The Ethereum blockchain is about to become less of an energy hog. Ethereum—which supports the majority of NFT transactions—is gradually transitioning to using the proof-of-stake operating method. The official switch or “merge” is planned to take effect in the second quarter (Q2) of 2022, according to ethereum.org.



Once the merge is complete, the expected energy consumption for a proof-of-stake Ethereum transaction should be the equivalent of 20 minutes of television.

Can Environmentalists Invest in NFTs?

If you care about fighting climate change but want to invest in NFTs, then you might feel that those two objectives are at odds. You can protect the environment and still purchase an NFT, but to avoid using almost nine days’ worth of electricity, you can’t purchase just any NFT.

If you are committed to aligning your investment portfolio with your stance on climate change, then aim to invest only in NFTs that are generated using the proof-of-stake consensus method. While that currently limits your purchase options, the limitation is likely only temporary. After the Ethereum platform completes its transition to proof of stake, then environmentalists can buy NFTs using Ether (ETH) with a clear conscience.

Are non-fungible tokens (NFTs) bad for the environment?

It’s when a non-fungible token (NFT) is minted at an NFT marketplace using an energy-intensive method, such as proof of work, that the environment can experience an impact, such as an increased carbon footprint. NFTs that are minted using proof of stake are designed to limit harm to the environment.

How much energy do NFTs use?

Minting an NFT on the Ethereum platform uses more than 260 kilowatt-hours of electricity—the same amount of power that an average U.S. household uses in about 9.05 days.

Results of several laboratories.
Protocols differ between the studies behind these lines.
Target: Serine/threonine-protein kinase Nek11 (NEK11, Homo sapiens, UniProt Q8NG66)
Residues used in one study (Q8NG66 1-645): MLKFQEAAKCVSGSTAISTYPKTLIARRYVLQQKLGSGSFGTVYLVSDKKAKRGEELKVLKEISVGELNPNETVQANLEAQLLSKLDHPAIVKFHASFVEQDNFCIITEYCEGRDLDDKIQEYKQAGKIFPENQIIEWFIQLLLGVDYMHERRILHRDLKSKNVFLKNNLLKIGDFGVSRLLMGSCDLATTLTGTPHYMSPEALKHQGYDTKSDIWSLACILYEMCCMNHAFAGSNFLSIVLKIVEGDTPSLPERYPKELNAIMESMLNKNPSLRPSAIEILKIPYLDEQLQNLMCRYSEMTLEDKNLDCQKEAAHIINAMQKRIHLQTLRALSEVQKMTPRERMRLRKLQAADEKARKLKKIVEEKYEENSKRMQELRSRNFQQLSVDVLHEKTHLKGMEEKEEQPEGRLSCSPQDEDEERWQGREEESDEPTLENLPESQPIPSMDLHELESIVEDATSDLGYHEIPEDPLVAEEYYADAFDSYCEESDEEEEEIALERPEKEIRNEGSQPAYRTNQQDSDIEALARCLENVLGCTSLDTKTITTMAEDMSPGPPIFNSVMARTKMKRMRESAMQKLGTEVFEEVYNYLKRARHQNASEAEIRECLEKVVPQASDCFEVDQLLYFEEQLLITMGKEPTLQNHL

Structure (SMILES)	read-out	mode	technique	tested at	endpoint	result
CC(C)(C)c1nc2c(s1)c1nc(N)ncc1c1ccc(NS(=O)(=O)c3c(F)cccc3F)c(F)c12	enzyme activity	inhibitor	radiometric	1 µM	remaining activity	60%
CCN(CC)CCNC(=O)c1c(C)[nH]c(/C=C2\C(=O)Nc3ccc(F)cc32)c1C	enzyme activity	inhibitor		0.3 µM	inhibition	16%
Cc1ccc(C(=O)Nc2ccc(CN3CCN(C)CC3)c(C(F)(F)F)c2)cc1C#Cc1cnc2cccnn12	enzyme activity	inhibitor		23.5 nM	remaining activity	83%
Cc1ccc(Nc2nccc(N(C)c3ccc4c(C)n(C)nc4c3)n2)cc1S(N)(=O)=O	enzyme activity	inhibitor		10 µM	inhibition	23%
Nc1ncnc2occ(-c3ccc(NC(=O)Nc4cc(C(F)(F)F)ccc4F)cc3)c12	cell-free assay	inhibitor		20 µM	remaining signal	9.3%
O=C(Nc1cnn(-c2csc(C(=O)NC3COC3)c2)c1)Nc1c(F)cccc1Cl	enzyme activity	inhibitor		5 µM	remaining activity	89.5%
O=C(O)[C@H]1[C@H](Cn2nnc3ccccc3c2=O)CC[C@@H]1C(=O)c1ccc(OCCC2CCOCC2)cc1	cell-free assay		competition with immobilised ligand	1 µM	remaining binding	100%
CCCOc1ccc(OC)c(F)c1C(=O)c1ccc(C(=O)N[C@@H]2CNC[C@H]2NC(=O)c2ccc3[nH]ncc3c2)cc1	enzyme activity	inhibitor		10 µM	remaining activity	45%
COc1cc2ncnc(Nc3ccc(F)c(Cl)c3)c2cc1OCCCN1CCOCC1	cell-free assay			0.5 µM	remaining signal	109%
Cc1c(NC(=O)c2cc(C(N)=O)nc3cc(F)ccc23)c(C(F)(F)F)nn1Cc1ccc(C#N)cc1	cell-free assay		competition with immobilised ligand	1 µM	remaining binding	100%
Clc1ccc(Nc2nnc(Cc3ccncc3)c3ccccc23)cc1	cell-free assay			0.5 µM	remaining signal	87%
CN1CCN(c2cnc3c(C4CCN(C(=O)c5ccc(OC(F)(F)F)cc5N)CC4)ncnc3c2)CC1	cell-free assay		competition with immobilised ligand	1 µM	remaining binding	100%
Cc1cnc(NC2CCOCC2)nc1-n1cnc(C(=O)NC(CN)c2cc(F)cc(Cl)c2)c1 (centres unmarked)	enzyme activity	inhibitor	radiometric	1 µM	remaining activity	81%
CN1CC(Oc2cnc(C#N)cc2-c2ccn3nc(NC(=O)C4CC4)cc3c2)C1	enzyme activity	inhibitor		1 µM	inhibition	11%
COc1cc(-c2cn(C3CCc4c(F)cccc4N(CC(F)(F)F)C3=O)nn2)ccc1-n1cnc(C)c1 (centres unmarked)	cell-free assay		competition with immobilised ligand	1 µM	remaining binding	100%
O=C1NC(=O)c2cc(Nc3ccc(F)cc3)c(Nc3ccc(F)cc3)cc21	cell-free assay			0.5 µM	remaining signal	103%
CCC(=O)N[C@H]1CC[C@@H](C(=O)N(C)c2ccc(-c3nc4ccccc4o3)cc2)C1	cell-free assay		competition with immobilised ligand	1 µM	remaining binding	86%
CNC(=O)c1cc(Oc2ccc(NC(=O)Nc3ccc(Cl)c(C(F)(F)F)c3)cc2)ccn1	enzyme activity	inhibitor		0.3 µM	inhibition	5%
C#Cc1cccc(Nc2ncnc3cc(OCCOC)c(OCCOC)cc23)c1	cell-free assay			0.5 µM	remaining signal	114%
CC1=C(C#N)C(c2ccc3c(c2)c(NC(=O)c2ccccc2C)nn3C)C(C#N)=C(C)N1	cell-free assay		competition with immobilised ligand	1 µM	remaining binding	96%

But once Ethereum switches from proof of work to proof of stake, the energy consumption is predicted to drop 99.95% or to about the equivalent of 20 minutes of television.

Can environmental, social, and governance (ESG) investors buy NFTs?

Investors who prioritize environmental, social, and governance (ESG) issues can still buy NFTs. Any NFT that is minted using the proof-of-stake method can potentially be considered suitable for an ESG investor’s portfolio.

Article Sources

Investopedia requires writers to use primary sources to support their work. These include white papers, government data, original reporting, and interviews with industry experts. We also reference original research from other reputable publishers where appropriate. You can learn more about the standards we follow in producing accurate, unbiased content in our editorial policy.
  1. Ethereum.org. “Proof-of-Work (PoW).”

  2. OpenSea, Help Center. “Which Blockchains Does OpenSea Support?

  3. Digiconomist. “Ethereum Energy Consumption Index.”

  4. Ethereum.org. “Proof-of-Stake (PoS).”

  5. Solana. “Ecosystem,” go to “Search Projects,” type “Marketplace” and hit Enter.

  6. Algorand Foundation. “Art and NFTs Page.”

  7. Cardano. “Ouroboros.”

  8. CNFT.IO. “Home Page.”

  9. Galaxy of Art. “Home Page.”

  10. Tezos. “What Is an NFT?

  11. Rarible, via Internet Archive. “Meet Rarible.”

  12. Ethereum.org. “The Merge.”

  13. Ethereum Foundation Blog. “Ethereum’s Energy Usage Will Soon Decrease by ~99.95%.”

Take the Next Step to Invest
×
The offers that appear in this table are from partnerships from which Investopedia receives compensation. This compensation may impact how and where listings appear. Investopedia does not include all offers available in the marketplace.
Service
Name
Description